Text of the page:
If you send me a private message with your email I can send some images

 

Download every thing about 1939 Buick from here http://oldcarmanualproject.com/

And the 1942 shop manual.  Is in many parts, but very useful for all Buick Straight 8's

http://oldcarmanualproject.com/searchresults.html?cx=partner-pub-1753017650679806%3Au585dq67tc4&cof=FORID%3A10&ie=ISO-8859-1&q=1942+buick&sa=Search&siteurl=www.oldcarmanualproject.com%2F&ref=&ss=3227j1497351j10&siteurl=www.oldcarmanualproject.com%2F&ref=&ss=3228j1498532j10

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  • 1 month later...

More unpleasant surprises with this Buick. I noticed on the dipstick that is says "1942-40-50" and so I looked at the number stamped on the engine towards the front end, and the number is 45825445. That's not the original engine is it?

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This is obviously the first antique car I have bought. I bought it from a guy on EBay just from photos, not knowing anything about the way it should be. It had been with a mechanic for months getting it in driving condition. I finally got it back and I'm learning that there are so many things that are not correct about it, and it isn't working once again. I don't think its getting a spark this time. Whoever had it before me did so many Kluge things to it. It was converted to 12 volt and that was done improperly I think. This has been a very frustrating experience and I'm thinking of just getting rid of it at this point.  

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Hopefully you bought it right.  Having a later engine really isn't a huge deal on these cars in terms of value.  It sounds like a great learning experience if you want to dive into it.  Makes it much easier to trouble shoot down the road when something happens when you already have gone through it.

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On 2/3/2017 at 1:39 AM, Anzac Buick64 said:

Welcome to 39s

The original turn signal  switch from the factory was mounted on the gear shift lever. 39 was the first year Buicks had turn signals from the factory but they were rear signals only in the trunk mounted  buick eight logo. The front fender mounted lights were originally an optional extra and were park lights only but are easy enough to make as yourf ront turn signals. Your are also absent the spark plug cover plate on the engine. If you post engine and chassis numbers here it will be  possible to decode them a bit more. It looks a lovely first buick car. 39s are great pre war cars and there are lots of great and knowlegable people on the forum to help you navigate all the "one year only" and "first time in a buick" features in these cars. Welcome to the buick forums and enjoy the car.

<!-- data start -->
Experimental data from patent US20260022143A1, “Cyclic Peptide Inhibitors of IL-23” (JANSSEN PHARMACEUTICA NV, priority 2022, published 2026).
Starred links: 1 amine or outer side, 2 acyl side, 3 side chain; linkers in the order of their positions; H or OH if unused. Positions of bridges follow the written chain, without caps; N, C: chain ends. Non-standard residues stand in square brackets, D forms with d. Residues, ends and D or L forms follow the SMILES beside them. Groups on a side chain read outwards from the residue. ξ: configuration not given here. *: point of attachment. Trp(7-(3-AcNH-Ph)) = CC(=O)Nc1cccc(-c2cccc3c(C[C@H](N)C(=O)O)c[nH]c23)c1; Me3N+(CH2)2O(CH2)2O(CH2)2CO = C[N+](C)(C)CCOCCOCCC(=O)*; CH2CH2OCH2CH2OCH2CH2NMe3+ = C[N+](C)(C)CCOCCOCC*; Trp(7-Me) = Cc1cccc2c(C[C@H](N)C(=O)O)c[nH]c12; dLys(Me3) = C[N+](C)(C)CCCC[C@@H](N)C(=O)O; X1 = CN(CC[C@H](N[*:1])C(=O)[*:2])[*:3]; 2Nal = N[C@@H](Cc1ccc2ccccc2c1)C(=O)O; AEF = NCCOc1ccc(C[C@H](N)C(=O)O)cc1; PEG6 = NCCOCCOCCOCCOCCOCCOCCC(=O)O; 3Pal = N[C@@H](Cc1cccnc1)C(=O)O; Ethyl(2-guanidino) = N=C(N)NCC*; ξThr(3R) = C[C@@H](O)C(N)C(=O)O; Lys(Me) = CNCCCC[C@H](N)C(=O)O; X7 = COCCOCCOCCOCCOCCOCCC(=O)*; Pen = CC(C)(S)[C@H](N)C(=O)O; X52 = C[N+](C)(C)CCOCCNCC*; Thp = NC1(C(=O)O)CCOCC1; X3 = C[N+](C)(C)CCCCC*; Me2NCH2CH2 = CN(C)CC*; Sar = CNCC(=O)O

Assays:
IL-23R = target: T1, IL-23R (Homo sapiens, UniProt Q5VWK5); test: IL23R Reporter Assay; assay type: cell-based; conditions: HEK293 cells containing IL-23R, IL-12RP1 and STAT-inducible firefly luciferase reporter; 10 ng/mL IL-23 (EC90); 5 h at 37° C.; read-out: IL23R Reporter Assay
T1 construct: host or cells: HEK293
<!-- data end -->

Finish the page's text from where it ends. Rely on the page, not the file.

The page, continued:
Cheers

Andrew

Anzac Buick64

Thought I read somewhere. Lights required by law on front fenders in states where bright light indicaters were used to warn oncoming drivers of high beams in use. Not as park lights? Maybe someone else knows source info? So, came on when one switched to high beams? Very lovely car! Even though not correct in some aspects, very lucky a car that nice was kept running by whatever means. Bringing back to original can be a curse or a blessing, which depends on the owners perception. I bought my 1939 from LA Craig list. It was not represented as a correct restoration only as refurbished and then sat for 35 years in a single garage size carport. Untold hrs of replacing deteriorated parts. Saving grace for me is CA car with minimal rust. I couldn't afford a concours restored example or an original with extremely low miles, so this was a welcome opportunity for my skill sets. Still hard to afford just in parts. In my opinion, you have to love em' to survive bringing  one back to complete nice original, wether you do it with sweat equity or a very deep checkbook. Hopefully, your able to figure out a satisfactory outcome. The car looks as though it would appeal to a buyer generally on body condition alone. If you decide to go forward, you will prolly find the general consensus is to rely on Dave Tacheny as the main, if not only ,parts source. Best of luck! You found the best info source in these folks!

Edited by Guest
Dim bulb (see edit history)
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10 hours ago, CCB said:

Its also got 15" wheels, not 16". I'm not even sure how that was possible.

Series 60 Centuries have 15" wheels. Possibly swapped due to tire availability. 16" not hard to get. Try Dave T

 

9 hours ago, CCB said:

....It had been with a mechanic for months getting it in driving condition. I finally got it back and I'm learning that there are so many things that are not correct about it, and it isn't working once again. I don't think its getting a spark this time. Whoever had it before me did so many Kluge things to it. It was converted to 12 volt and that was done improperly I think. This has been a very frustrating experience and I'm thinking of just getting rid of it at this point.  

Hang in there. You will have a fine car when sorted. Coupes are very desirable

A 1946 engine is a better engine that '39. Oil pump is 20% bigger.